Is Comet ISON disintegrating?

In recent days there has been some speculation that Comet ISON might be disintegrating which followed evidence proposing that the outburst reported in mid November was due to a fragmentation event where an estimated 50m size object broke away from the nucleus releasing subsurface ice and dust.  Visual observers had reported declines in brightness over the last few days and now new observations are emerging that there has been a rapid drop in molecular (hydrogen cyanide) emissions (by at least a factor of 20) from the comet combined with an enormous increase in dust production.  These latest observations could indicate that the comet has completely disrupted.  Such an event, should it have happened, would be expected to show a rapid drop in molecular emissions due to the short lifetime of such molecules and a corresponding large increase in dust.

The rationale for such a conclusion based comes from the fact that cometary ice is the binding agent that holds a comet together.  Should the comet lose sufficient ice, then the nucleus would literally fall apart.  The large rise in dust recorded would be expected once the nucleus is completely disrupted.  It was suggested at the time of the suspected fragmentation event that once a comet is seen to fragment it tends to repeat, and the probability of this would likely only increase as temperature and gravitational forces increase as the comet approaches perihelion on November 28th at 18:24:57 UTC.

At this point, with the comet just a few days from its close approach of some 724,000 miles above the Sun’s surface, where it will be travelling at over 840,000 mph and encounter temperatures in excess of 2,700o C, ground based observation has become all but impossible and monitoring must be left to the fleet of solar observing spacecraft such as the NASA STEREO-A craft.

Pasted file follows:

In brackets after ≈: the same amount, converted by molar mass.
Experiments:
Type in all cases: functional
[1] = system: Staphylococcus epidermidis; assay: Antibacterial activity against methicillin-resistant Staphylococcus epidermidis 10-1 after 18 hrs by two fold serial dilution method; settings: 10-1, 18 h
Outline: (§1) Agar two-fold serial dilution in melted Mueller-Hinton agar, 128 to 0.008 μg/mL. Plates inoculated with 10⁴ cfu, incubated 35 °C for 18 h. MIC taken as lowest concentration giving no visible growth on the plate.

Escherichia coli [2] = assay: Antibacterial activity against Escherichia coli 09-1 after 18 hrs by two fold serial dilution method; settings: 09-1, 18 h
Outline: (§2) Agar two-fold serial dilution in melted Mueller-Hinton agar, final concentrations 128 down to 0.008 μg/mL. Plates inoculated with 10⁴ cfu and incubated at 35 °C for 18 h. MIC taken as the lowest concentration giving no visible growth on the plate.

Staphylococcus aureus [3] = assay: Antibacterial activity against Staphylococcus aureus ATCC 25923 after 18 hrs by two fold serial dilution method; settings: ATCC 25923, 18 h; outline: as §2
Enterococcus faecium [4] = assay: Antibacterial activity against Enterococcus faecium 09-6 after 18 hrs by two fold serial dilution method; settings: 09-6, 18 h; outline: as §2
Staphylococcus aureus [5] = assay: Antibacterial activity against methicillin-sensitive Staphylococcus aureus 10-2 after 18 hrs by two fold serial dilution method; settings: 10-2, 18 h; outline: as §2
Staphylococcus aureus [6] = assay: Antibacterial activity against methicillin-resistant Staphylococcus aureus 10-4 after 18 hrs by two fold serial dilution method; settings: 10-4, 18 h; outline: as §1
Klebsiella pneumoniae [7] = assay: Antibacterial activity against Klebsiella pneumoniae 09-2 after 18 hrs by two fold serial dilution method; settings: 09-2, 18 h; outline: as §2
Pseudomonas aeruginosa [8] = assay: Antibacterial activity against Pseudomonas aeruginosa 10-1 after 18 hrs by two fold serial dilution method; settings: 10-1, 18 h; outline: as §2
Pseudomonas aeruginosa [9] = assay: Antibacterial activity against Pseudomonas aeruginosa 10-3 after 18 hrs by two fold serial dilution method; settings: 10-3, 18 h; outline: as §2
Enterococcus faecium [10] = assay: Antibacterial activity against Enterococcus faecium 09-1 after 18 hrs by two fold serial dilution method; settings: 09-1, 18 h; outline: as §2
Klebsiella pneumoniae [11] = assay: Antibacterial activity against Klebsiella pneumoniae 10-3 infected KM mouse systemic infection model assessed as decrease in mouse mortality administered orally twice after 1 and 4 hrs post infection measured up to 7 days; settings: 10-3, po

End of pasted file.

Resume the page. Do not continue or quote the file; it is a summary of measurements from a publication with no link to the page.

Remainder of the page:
Comet ISON and Encke

Imaged by STEREO-A, comet ISON enters from the left and dimmer Encke can be seen from November 19-22, 2013 and both are encountering the solar wind. Image Credit: Karl Battams/NRL/NASA-CIOC.

However, nothing is certain as Comet ISON is new sun-grazing comet that has been travelling in from the Oort cloud for approximately one million years and this is our first experience of observing such an object.  Comet ISON, should it have survived its close encounter with the Sun will be visible in a pre-dawn sky from the 1st or 2nd of December depending on your local conditions and eastern horizon.

Comet Swassman break up

Fate of Comet ISON? Comet 73P/Schwassmann-Wachmann 3 was seen to disintegrate in 2006. Image Credit: NASA, ESA, H. Weaver (JHU/APL), M. Mutchler and Z. Levay (STScI)

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